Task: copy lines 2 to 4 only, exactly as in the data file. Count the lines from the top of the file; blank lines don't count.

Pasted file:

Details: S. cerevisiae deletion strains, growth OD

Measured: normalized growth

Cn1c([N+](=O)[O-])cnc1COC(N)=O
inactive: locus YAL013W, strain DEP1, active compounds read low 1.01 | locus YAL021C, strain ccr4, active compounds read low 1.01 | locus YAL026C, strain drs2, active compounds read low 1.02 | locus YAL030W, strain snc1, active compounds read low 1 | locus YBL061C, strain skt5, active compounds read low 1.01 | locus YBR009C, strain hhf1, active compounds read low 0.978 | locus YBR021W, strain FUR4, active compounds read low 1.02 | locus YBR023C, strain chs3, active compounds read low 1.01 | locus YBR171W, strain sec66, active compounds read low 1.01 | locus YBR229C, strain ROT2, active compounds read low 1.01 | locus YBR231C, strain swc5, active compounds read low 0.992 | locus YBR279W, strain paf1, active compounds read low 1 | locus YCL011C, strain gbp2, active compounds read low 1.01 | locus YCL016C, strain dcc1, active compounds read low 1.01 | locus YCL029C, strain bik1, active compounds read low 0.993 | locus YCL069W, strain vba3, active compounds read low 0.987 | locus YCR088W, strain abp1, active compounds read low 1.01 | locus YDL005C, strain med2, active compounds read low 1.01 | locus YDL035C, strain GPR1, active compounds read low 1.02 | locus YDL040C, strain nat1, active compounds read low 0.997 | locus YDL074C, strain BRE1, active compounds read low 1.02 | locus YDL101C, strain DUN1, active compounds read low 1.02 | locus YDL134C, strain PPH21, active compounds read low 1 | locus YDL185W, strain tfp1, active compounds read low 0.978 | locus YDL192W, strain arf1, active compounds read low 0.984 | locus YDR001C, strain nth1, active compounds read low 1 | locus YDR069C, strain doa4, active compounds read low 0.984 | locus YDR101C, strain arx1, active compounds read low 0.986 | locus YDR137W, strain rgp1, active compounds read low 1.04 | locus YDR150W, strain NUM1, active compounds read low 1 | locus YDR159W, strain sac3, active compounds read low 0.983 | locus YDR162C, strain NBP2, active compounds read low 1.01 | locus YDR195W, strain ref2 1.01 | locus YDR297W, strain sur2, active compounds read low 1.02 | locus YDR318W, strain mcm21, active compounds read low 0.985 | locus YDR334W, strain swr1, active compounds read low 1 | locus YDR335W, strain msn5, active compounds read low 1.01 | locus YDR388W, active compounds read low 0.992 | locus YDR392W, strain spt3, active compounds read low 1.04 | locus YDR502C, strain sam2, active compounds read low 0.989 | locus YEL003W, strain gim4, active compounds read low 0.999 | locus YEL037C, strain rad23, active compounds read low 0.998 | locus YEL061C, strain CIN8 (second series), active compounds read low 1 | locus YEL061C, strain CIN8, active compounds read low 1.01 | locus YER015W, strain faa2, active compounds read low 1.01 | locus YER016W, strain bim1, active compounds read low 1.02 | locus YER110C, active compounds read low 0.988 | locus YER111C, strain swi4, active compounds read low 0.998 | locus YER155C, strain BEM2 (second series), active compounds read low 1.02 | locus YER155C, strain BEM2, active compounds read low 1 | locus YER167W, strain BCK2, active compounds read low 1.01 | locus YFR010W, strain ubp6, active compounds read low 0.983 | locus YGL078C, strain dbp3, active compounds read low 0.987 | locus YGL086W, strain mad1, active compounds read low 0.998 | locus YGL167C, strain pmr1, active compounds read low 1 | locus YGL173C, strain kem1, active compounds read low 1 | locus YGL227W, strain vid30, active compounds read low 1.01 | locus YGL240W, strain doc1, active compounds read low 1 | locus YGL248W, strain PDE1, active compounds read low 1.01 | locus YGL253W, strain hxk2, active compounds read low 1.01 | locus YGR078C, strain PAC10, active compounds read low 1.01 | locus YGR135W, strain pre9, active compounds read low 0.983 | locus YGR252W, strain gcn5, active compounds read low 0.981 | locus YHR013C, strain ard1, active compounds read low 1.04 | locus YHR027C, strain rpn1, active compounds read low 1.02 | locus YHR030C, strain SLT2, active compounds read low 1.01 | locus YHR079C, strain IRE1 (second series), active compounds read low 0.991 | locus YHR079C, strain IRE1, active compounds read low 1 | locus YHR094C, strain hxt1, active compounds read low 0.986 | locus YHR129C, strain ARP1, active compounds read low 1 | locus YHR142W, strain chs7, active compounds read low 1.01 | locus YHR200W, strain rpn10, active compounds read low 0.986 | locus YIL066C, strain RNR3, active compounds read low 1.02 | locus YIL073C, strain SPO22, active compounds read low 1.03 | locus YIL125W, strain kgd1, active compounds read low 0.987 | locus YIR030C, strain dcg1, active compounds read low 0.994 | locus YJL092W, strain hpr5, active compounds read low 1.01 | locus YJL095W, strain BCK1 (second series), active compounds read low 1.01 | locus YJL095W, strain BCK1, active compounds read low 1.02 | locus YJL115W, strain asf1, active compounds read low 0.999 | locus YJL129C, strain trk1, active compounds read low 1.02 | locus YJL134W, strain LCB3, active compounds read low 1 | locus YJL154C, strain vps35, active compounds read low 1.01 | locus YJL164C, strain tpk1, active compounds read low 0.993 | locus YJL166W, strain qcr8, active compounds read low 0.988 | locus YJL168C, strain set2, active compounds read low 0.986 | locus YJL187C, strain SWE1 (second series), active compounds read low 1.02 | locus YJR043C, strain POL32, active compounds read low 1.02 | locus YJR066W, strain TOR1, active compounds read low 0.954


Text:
Measured: normalized growth

Cn1c([N+](=O)[O-])cnc1COC(N)=O
inactive: locus YAL013W, strain DEP1, active compounds read low 1.01 | locus YAL021C, strain ccr4, active compounds read low 1.01 | locus YAL026C, strain drs2, active compounds read low 1.02 | locus YAL030W, strain snc1, active compounds read low 1 | locus YBL061C, strain skt5, active compounds read low 1.01 | locus YBR009C, strain hhf1, active compounds read low 0.978 | locus YBR021W, strain FUR4, active compounds read low 1.02 | locus YBR023C, strain chs3, active compounds read low 1.01 | locus YBR171W, strain sec66, active compounds read low 1.01 | locus YBR229C, strain ROT2, active compounds read low 1.01 | locus YBR231C, strain swc5, active compounds read low 0.992 | locus YBR279W, strain paf1, active compounds read low 1 | locus YCL011C, strain gbp2, active compounds read low 1.01 | locus YCL016C, strain dcc1, active compounds read low 1.01 | locus YCL029C, strain bik1, active compounds read low 0.993 | locus YCL069W, strain vba3, active compounds read low 0.987 | locus YCR088W, strain abp1, active compounds read low 1.01 | locus YDL005C, strain med2, active compounds read low 1.01 | locus YDL035C, strain GPR1, active compounds read low 1.02 | locus YDL040C, strain nat1, active compounds read low 0.997 | locus YDL074C, strain BRE1, active compounds read low 1.02 | locus YDL101C, strain DUN1, active compounds read low 1.02 | locus YDL134C, strain PPH21, active compounds read low 1 | locus YDL185W, strain tfp1, active compounds read low 0.978 | locus YDL192W, strain arf1, active compounds read low 0.984 | locus YDR001C, strain nth1, active compounds read low 1 | locus YDR069C, strain doa4, active compounds read low 0.984 | locus YDR101C, strain arx1, active compounds read low 0.986 | locus YDR137W, strain rgp1, active compounds read low 1.04 | locus YDR150W, strain NUM1, active compounds read low 1 | locus YDR159W, strain sac3, active compounds read low 0.983 | locus YDR162C, strain NBP2, active compounds read low 1.01 | locus YDR195W, strain ref2 1.01 | locus YDR297W, strain sur2, active compounds read low 1.02 | locus YDR318W, strain mcm21, active compounds read low 0.985 | locus YDR334W, strain swr1, active compounds read low 1 | locus YDR335W, strain msn5, active compounds read low 1.01 | locus YDR388W, active compounds read low 0.992 | locus YDR392W, strain spt3, active compounds read low 1.04 | locus YDR502C, strain sam2, active compounds read low 0.989 | locus YEL003W, strain gim4, active compounds read low 0.999 | locus YEL037C, strain rad23, active compounds read low 0.998 | locus YEL061C, strain CIN8 (second series), active compounds read low 1 | locus YEL061C, strain CIN8, active compounds read low 1.01 | locus YER015W, strain faa2, active compounds read low 1.01 | locus YER016W, strain bim1, active compounds read low 1.02 | locus YER110C, active compounds read low 0.988 | locus YER111C, strain swi4, active compounds read low 0.998 | locus YER155C, strain BEM2 (second series), active compounds read low 1.02 | locus YER155C, strain BEM2, active compounds read low 1 | locus YER167W, strain BCK2, active compounds read low 1.01 | locus YFR010W, strain ubp6, active compounds read low 0.983 | locus YGL078C, strain dbp3, active compounds read low 0.987 | locus YGL086W, strain mad1, active compounds read low 0.998 | locus YGL167C, strain pmr1, active compounds read low 1 | locus YGL173C, strain kem1, active compounds read low 1 | locus YGL227W, strain vid30, active compounds read low 1.01 | locus YGL240W, strain doc1, active compounds read low 1 | locus YGL248W, strain PDE1, active compounds read low 1.01 | locus YGL253W, strain hxk2, active compounds read low 1.01 | locus YGR078C, strain PAC10, active compounds read low 1.01 | locus YGR135W, strain pre9, active compounds read low 0.983 | locus YGR252W, strain gcn5, active compounds read low 0.981 | locus YHR013C, strain ard1, active compounds read low 1.04 | locus YHR027C, strain rpn1, active compounds read low 1.02 | locus YHR030C, strain SLT2, active compounds read low 1.01 | locus YHR079C, strain IRE1 (second series), active compounds read low 0.991 | locus YHR079C, strain IRE1, active compounds read low 1 | locus YHR094C, strain hxt1, active compounds read low 0.986 | locus YHR129C, strain ARP1, active compounds read low 1 | locus YHR142W, strain chs7, active compounds read low 1.01 | locus YHR200W, strain rpn10, active compounds read low 0.986 | locus YIL066C, strain RNR3, active compounds read low 1.02 | locus YIL073C, strain SPO22, active compounds read low 1.03 | locus YIL125W, strain kgd1, active compounds read low 0.987 | locus YIR030C, strain dcg1, active compounds read low 0.994 | locus YJL092W, strain hpr5, active compounds read low 1.01 | locus YJL095W, strain BCK1 (second series), active compounds read low 1.01 | locus YJL095W, strain BCK1, active compounds read low 1.02 | locus YJL115W, strain asf1, active compounds read low 0.999 | locus YJL129C, strain trk1, active compounds read low 1.02 | locus YJL134W, strain LCB3, active compounds read low 1 | locus YJL154C, strain vps35, active compounds read low 1.01 | locus YJL164C, strain tpk1, active compounds read low 0.993 | locus YJL166W, strain qcr8, active compounds read low 0.988 | locus YJL168C, strain set2, active compounds read low 0.986 | locus YJL187C, strain SWE1 (second series), active compounds read low 1.02 | locus YJR043C, strain POL32, active compounds read low 1.02 | locus YJR066W, strain TOR1, active compounds read low 0.954